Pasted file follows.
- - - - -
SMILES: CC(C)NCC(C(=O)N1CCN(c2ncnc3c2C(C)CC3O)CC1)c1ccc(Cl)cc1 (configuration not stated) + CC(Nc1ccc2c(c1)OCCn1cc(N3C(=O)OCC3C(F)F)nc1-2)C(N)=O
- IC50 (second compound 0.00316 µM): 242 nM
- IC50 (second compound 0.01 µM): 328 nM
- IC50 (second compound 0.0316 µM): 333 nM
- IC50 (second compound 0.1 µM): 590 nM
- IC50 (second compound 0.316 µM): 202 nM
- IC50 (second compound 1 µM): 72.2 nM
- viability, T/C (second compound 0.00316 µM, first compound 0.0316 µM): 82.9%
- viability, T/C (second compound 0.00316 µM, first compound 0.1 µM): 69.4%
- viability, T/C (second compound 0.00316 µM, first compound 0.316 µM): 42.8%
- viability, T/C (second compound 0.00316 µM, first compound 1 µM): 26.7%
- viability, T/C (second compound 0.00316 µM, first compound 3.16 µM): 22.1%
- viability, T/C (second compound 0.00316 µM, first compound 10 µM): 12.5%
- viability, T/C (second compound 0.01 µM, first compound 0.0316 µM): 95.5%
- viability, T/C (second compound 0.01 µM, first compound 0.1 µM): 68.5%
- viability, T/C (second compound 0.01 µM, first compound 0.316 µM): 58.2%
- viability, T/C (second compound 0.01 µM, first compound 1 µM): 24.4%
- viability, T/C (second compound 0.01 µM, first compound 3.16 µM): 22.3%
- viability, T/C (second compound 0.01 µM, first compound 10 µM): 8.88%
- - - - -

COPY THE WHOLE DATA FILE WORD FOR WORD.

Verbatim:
SMILES: CC(C)NCC(C(=O)N1CCN(c2ncnc3c2C(C)CC3O)CC1)c1ccc(Cl)cc1 (configuration not stated) + CC(Nc1ccc2c(c1)OCCn1cc(N3C(=O)OCC3C(F)F)nc1-2)C(N)=O
- IC50 (second compound 0.00316 µM): 242 nM
- IC50 (second compound 0.01 µM): 328 nM
- IC50 (second compound 0.0316 µM): 333 nM
- IC50 (second compound 0.1 µM): 590 nM
- IC50 (second compound 0.316 µM): 202 nM
- IC50 (second compound 1 µM): 72.2 nM
- viability, T/C (second compound 0.00316 µM, first compound 0.0316 µM): 82.9%
- viability, T/C (second compound 0.00316 µM, first compound 0.1 µM): 69.4%
- viability, T/C (second compound 0.00316 µM, first compound 0.316 µM): 42.8%
- viability, T/C (second compound 0.00316 µM, first compound 1 µM): 26.7%
- viability, T/C (second compound 0.00316 µM, first compound 3.16 µM): 22.1%
- viability, T/C (second compound 0.00316 µM, first compound 10 µM): 12.5%
- viability, T/C (second compound 0.01 µM, first compound 0.0316 µM): 95.5%
- viability, T/C (second compound 0.01 µM, first compound 0.1 µM): 68.5%
- viability, T/C (second compound 0.01 µM, first compound 0.316 µM): 58.2%
- viability, T/C (second compound 0.01 µM, first compound 1 µM): 24.4%
- viability, T/C (second compound 0.01 µM, first compound 3.16 µM): 22.3%
- viability, T/C (second compound 0.01 µM, first compound 10 µM): 8.88%